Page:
River rocks to be more specific. Today I want to show you a quick and budget friendly little project that I tossed together last night. If I timed it right (IhopeIhopeIhope) and they don't die (pleasepleaseplease), I will have some pretty little blooms at Christmas to help combat the heavy winter gloom that inevitably works into my head every year. Paperwhites are easy flowers to grow in the winter, and you don't even have to have soil! I am a big fan of having plants in the house, I think it makes the air feel cleaner, and the mood just a little more cheerful.
On to the show!
Step 1: Gather supplies.
I used a bag of black river rocks from Lowe's ($4.98), four paperwhite narcissus bulbs out of a kit that I also got at Lowe's ($5.98) and an 11" decorative bowl from Meijer ($19.99). Both the bowl and the river rocks can be reused in the home after your flowers have gone to a better place (moment of silence). Oh, and you'll need some water, but I'll get to that later. If you can't find river rocks that you like, or you just want to do something different, you can use any non-metal vase filler-like material. I'd love to use those plastic gem shaped filler beads, or even clear glass marbles in the future for a whole different look. Or bright colored pony beads would be fun!
Step 2: Lay a base.
Use about half of your rocks to create a base in your bowl. It should be at least an inch above the bottom of the bowl so when roots develop they have somewhere to go. Try to place the rocks rather than pour them in, I think I came very close to having a shattered bowl because I was impatient.
Step 3: Seat the bulbs.
Pop the bulbs into the bowl, root side down. In my bowl I tried to keep them in the middle-ish, since farher out to the side the bowl gets shallow again and the little rootsies might not like that.
Step 4: Rock blanket.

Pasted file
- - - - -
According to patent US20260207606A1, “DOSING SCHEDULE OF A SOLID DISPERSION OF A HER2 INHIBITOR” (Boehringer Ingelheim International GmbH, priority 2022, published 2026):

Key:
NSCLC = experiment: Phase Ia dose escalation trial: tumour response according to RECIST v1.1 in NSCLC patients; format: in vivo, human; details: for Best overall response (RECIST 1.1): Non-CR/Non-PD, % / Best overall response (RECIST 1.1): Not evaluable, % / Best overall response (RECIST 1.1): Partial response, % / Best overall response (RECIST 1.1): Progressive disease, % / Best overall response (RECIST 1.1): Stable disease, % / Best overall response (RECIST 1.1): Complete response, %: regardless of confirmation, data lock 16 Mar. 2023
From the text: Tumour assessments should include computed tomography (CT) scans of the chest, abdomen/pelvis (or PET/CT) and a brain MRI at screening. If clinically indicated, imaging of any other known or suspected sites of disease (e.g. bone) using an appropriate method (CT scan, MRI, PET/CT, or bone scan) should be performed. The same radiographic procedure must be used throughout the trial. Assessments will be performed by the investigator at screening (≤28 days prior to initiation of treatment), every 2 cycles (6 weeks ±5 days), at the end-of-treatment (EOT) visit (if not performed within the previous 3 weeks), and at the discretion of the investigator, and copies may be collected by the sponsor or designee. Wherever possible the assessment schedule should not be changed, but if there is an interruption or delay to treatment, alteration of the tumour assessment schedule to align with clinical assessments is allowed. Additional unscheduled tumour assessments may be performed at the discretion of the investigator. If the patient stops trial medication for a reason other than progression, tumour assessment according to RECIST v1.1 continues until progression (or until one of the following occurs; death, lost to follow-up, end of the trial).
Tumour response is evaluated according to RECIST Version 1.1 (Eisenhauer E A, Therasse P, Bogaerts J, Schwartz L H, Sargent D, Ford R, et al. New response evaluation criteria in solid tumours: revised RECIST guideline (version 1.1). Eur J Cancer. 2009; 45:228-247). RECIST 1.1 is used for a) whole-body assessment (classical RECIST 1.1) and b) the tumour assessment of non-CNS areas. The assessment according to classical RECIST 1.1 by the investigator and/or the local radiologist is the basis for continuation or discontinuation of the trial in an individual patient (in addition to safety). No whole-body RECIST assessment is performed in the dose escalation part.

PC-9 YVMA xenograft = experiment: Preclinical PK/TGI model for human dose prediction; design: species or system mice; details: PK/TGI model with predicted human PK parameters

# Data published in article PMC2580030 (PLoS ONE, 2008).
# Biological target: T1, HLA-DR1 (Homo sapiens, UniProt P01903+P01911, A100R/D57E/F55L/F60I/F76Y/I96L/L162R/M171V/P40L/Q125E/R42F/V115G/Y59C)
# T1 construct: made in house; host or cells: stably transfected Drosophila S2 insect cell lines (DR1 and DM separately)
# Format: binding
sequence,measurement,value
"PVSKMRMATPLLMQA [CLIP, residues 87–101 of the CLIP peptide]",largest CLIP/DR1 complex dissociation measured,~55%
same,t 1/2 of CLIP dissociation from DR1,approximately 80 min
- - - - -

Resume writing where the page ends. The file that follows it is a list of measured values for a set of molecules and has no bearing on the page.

Use the rest of the rocks to secure the bulbs in their places and keep them from tipping over. Unless you have a ton of rocks they won't be completely covered, it's okay, they don't need to be. They just need some stability since as they grow they become top heavy and might try to topple and jump ship.
Step 5: Water and wait.
Add water to the bowl until it just covers the bottom of the bulbs. Too much water can cause the bulbs to rot, which would be a bad thing. I learned that a clear bowl is pretty handy for seeing exactly how high the water level is. I can see that my bulbs aren't drowning and I can see when I need to add more water. Now all I can do is wait. It should only take a few weeks for the paperwhites to grow and begin to bloom. And after they bloom, they should stay pretty for a few more weeks. I'll try to post a few progress pictures as these babies grow. I've heard that paperwhites are really hard to kill, so the odds are with me on this one.
One more VERY important note is that paperwhites are part of the daffodil family, which are toxic to pets. Your pets shouldn't ingest any part of the plant, but the bulbs are the worst for them. You can bet your ass that if Zula even looks at this arrangement for too long it will go live at my parents cat-free house, up on a counter away from the dog. So far Zula hasn't shown any interest and the bowl has been sitting on my table for more than a day, so I think we are in the clear, at least until stalks and flowers start to grow. If you have a kitten or a cat that really likes to chew on things I would recommend that you keep this in a room that they are never allowed in, or skip this project altogether.